Start wondering what, if anything, a downtrending stock market -- and an iffy U.S. economy -- will do to this year's upfront marketplace. Network executives have been ebullient when looking at the current TV scatter market in the fourth and first quarter of this current broadcast season, touting very high pricing.
DraftKings was supposed to spend $500 million in advertising on ESPN through a multiple-year blockbuster deal. Now? All bets are off, according to reports.
Kobe Bryant decided to retire when he found that, while meditating, he was no longer "obsessing" about basketball. The Los Angeles Lakers sure-to-be Hall of Famer's meditations didn't spur him to work harder in the sport he loved; he wasn't all that interested anymore. Digging deeper, you realize the "work" was never about resting and feeling comfortable. For any number of " challenged" media companies "feeling comfortable" isn't a phrase you'll hear much.
Product placement is alive and well in the biggest TV event of the year. Still, Denver Broncos' Peyton Manning mentioning his desire to drink some Budweisers after the Super Bowl sure seemed out of sync.
Richard Sherman of the Seattle Seahawks said he wasn't going to watch the Super Bowl this year. Andrew Luck of the Indianapolis Colts didn't really watch last year, and odds are he didn't watch this year. Hey, Super Bowl advertisers: Are you really getting all the viewers you want? True NFL combatants can't really watch, maybe because it's too difficult not to be there playing. All to say, marketers may be missing this niche "competitor demographic."
User-generated consumers and makers, it's time to graduate. YouTube's Red service looks to appeal to millennials. But unlike YouTube free service, with limited advertising support, YouTube Red is a subscription-video-on-demand, no-advertising service, costing $9.99 a month.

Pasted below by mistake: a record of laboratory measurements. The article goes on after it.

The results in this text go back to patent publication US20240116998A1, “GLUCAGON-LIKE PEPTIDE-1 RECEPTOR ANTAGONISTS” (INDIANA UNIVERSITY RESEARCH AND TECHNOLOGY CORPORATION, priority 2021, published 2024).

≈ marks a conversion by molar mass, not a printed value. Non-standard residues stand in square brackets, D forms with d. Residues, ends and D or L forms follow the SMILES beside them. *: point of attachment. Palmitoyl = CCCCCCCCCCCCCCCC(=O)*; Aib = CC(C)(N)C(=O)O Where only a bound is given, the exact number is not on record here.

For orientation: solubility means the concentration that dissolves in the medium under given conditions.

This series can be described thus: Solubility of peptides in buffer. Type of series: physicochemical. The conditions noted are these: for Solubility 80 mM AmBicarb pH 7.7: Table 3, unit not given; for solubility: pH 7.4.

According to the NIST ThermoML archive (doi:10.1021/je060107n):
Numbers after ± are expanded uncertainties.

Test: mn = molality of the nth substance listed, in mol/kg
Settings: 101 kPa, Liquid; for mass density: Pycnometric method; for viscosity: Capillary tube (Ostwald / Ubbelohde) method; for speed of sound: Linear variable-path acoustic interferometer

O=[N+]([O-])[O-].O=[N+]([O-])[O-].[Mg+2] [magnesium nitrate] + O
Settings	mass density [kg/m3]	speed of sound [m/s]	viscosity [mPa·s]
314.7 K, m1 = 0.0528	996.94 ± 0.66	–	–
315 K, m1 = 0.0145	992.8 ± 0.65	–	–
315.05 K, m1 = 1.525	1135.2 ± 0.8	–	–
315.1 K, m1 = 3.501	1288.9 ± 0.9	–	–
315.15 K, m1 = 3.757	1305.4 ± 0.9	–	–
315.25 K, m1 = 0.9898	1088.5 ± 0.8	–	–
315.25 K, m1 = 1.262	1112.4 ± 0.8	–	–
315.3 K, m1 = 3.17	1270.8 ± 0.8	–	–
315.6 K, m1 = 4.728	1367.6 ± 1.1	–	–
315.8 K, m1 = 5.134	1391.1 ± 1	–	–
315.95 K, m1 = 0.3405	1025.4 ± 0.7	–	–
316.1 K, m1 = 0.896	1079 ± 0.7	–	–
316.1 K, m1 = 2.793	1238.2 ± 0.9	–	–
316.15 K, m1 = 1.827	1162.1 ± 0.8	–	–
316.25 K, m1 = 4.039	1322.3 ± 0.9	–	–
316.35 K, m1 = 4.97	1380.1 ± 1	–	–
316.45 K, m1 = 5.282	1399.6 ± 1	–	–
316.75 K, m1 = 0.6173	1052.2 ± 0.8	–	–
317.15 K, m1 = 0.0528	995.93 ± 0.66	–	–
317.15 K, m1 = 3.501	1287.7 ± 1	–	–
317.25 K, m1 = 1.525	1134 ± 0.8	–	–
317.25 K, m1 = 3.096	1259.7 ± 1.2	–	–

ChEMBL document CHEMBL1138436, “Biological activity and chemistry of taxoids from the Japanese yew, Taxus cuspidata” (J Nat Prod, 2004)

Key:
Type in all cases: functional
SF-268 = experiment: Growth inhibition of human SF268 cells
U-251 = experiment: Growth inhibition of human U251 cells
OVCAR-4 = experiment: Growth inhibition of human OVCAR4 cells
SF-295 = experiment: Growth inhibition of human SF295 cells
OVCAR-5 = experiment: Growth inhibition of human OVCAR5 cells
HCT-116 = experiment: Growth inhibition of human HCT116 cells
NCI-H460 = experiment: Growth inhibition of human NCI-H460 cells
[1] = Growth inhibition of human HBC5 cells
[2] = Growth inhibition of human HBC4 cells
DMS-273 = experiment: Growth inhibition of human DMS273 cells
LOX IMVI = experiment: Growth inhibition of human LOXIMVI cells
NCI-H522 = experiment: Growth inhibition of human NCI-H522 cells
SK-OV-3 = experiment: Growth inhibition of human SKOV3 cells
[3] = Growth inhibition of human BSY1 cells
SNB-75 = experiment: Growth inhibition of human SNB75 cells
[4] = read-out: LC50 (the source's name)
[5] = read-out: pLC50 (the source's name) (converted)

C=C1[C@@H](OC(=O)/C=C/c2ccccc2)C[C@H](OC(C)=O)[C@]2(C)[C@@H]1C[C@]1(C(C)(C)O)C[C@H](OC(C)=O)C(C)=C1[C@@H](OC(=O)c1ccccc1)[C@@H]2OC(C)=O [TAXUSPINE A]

Fantasy sports companies DraftKings and Fan Duel bought a lot of airtime in the regular season NFL games -- and grabbed a lot of headlines. But don't look to either of them buying any advertising time in the Super Bowl.
Hulu may be much smaller than Netflix as a digital video service. But it always had this slight advantage: On Hulu, you could watch some episodes from a show's current season.This troubles Time Warner, who is considering taking an equity position in the digital video service. Seems that Time Warner wants Hulu to be more like Netflix, which typically strike deals with networks for less valuable episodes of previous seasons of TV series.
U.S. TV and movie companies are doing great. So - why are big U.S. media companies continuing to make cutbacks?
The trend line for TV sports dollars goes in pretty much one direction: higher, for TV networks and advertisers. But there's more to it. The new Los Angeles Rams will get pretty much the same share that the St. Louis Rams did. NFL teams split equally its share of the money from national TV contracts. In 2015, that came to $226.4 million per team. That's right, all teams get the same money.